Credit Suisse: Won approval to offer securities brokerage services in late 2015 in Qianhai.

Goldman Sachs and UBS: They have the longest-established securities joint ventures in China, and got their licences before a moratorium imposed in 2006. They offer brokerage services across the country through their local partners. 

JPMorgan: Pulled out of its previous securities joint venture in China in 2016, selling its stake in JPMorgan First Capital Securities after being a minority shareholder for six years.

The potential for expansion is huge. Foreign securities firms together had less than a 1 percent market share of China’s brokerage business at the end of 2016, and generated less than 2 percent of total securities revenue, according to a report from UBS published this month.

China’s plan for the financial sector came into sharper focus as the nation’s top central banker elaborated on pledges from President Xi Jinping. PBOC Governor Yi reiterated some key measures first announced in November, saying that foreign ownership caps on securities companies, fund managers and life insurers will be fully scrapped in three years. He added that banking regulation will need to be strengthened during the opening-up.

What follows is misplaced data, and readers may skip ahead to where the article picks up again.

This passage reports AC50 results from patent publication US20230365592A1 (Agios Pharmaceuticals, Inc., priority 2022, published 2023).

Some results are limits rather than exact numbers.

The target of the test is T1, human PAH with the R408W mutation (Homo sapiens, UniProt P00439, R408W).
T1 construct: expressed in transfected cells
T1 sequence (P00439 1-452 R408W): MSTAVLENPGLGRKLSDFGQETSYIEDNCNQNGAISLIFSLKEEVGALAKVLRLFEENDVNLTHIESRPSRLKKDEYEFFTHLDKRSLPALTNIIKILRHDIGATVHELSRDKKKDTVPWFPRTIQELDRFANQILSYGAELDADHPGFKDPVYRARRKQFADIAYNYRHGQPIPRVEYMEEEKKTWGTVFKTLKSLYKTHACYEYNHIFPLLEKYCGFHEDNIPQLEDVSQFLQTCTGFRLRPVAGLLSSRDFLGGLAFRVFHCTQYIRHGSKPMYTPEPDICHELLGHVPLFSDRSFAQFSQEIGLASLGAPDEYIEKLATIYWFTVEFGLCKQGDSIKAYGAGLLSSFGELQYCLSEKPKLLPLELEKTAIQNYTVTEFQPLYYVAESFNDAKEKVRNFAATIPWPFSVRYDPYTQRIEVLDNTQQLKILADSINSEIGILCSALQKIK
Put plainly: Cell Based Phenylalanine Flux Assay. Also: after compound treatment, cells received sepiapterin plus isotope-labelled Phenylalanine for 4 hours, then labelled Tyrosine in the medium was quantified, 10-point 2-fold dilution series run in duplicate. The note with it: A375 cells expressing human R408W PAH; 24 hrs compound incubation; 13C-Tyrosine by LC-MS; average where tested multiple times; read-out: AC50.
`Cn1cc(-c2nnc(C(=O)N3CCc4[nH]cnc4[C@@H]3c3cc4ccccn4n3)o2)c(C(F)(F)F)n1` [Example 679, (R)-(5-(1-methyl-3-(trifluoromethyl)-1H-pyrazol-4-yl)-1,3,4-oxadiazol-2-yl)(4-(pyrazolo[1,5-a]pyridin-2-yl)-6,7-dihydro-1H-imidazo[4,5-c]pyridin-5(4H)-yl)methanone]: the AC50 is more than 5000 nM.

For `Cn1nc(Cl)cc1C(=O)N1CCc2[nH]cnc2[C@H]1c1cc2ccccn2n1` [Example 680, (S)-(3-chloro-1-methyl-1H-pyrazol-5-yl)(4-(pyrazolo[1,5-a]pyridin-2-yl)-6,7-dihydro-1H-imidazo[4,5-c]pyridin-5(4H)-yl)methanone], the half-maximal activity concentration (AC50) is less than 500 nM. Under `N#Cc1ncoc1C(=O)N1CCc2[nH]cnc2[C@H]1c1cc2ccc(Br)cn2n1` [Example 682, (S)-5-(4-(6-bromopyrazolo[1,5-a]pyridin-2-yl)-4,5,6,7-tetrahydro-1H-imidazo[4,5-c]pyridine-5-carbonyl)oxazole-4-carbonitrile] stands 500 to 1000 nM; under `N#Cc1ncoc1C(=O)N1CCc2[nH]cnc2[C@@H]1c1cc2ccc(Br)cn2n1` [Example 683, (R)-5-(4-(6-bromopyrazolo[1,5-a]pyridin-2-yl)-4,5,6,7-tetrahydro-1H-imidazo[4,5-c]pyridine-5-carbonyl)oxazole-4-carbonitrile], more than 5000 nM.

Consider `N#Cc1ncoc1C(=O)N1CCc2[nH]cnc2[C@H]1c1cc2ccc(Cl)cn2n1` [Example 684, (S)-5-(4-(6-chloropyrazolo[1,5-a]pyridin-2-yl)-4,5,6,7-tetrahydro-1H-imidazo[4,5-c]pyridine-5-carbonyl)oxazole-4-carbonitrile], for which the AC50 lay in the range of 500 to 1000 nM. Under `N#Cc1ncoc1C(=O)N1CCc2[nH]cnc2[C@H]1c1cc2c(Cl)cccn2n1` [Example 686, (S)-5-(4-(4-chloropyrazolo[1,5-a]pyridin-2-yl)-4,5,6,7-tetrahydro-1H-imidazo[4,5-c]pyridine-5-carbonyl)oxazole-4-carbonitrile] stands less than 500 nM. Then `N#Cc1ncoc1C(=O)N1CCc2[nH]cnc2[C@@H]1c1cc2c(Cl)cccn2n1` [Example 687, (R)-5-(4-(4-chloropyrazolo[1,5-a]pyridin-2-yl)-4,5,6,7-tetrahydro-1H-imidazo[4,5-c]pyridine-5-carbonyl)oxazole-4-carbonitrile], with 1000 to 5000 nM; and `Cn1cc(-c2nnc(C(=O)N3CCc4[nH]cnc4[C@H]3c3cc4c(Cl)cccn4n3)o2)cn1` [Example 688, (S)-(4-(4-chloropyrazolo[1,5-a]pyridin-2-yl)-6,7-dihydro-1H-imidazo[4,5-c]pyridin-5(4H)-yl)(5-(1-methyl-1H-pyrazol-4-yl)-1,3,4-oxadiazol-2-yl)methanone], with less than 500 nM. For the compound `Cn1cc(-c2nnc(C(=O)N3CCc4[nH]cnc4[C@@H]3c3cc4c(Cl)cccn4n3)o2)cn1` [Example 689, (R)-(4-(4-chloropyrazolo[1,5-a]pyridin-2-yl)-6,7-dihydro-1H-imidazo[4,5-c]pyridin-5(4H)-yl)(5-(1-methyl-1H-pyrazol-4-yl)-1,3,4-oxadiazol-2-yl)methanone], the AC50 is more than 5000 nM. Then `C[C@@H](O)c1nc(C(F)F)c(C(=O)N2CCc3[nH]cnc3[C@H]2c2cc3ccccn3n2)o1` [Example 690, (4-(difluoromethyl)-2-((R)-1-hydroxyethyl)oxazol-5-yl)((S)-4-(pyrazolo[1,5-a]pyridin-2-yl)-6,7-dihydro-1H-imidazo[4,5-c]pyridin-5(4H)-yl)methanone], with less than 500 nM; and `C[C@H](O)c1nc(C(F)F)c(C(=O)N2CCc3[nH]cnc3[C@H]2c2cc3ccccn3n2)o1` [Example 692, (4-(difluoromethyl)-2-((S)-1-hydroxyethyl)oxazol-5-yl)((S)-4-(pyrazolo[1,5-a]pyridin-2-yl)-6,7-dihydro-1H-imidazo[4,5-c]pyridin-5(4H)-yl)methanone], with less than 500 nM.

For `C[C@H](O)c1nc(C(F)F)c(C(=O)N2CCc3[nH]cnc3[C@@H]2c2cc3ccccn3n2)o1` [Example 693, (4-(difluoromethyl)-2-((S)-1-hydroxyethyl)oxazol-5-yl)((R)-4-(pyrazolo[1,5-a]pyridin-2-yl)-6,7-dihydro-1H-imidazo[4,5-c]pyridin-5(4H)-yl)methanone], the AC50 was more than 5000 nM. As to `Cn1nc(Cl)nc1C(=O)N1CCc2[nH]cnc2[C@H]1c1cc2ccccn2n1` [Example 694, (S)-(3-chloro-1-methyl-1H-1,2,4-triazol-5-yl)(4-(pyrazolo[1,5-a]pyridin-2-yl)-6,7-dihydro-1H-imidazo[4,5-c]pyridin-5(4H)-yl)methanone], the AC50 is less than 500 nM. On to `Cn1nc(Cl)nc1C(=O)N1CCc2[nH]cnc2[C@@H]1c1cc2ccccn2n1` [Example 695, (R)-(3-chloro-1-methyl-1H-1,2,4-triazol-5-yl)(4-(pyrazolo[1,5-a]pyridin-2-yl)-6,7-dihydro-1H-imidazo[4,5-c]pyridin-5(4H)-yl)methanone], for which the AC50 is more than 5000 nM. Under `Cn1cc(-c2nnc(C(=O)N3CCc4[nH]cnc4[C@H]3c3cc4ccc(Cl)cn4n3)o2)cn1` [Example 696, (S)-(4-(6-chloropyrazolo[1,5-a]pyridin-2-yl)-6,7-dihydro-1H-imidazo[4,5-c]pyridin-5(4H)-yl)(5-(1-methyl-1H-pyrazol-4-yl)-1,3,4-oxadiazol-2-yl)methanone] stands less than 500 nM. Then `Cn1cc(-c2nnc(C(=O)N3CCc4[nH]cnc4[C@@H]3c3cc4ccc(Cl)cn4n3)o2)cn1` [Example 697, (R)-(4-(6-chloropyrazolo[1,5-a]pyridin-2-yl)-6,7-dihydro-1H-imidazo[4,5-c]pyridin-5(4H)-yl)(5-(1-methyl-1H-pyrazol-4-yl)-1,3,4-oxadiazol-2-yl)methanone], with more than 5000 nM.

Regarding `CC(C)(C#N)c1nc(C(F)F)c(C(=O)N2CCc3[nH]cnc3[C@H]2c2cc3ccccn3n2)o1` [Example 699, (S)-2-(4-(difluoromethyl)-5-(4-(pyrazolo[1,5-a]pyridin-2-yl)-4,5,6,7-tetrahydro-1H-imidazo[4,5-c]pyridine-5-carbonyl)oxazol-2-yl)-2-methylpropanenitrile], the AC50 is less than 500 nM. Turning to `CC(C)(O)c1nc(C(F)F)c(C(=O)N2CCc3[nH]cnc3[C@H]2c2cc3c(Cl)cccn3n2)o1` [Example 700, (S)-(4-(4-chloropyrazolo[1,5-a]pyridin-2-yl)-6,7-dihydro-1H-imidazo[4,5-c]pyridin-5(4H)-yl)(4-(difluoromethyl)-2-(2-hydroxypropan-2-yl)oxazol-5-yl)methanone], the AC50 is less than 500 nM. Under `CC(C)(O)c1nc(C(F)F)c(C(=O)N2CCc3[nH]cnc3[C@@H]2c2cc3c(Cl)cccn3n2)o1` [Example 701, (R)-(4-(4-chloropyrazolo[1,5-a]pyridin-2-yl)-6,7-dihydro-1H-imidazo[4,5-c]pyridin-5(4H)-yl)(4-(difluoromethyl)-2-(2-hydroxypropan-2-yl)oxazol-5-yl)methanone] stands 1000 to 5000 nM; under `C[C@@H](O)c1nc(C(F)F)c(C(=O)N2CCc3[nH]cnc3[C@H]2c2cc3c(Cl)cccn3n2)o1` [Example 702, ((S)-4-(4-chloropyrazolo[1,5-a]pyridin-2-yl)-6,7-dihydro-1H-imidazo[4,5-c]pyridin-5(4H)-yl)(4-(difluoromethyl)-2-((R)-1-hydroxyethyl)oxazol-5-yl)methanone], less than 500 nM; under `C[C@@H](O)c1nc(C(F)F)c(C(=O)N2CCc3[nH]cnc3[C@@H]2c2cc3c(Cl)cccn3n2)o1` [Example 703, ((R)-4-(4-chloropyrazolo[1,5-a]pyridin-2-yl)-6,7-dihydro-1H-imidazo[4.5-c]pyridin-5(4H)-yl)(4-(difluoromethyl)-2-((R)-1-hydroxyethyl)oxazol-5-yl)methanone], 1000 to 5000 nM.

He also said that the daily Shanghai-Hong Kong stock connect quota will quadruple to 52 billion yuan ($8.3 billion) from May 1.

The fresh details from the new central bank chief may help further ease trade tensions after Xi’s renewed pledges to open sectors from banking to auto manufacturing drew praise from U.S. President Donald Trump.

When asked by Bloomberg News whether the financial reforms represented a “big bang,” Yi characterized them as gradual.

“I think that the Chinese philosophy is gradualism,” Yi said. “I’ll be very cautious. I even don’t want to use the word ‘bang,’ no matter if it’s big or small. I think this is a prudent, cautious, gradualist move.”

This article was provided by Bloomberg News.

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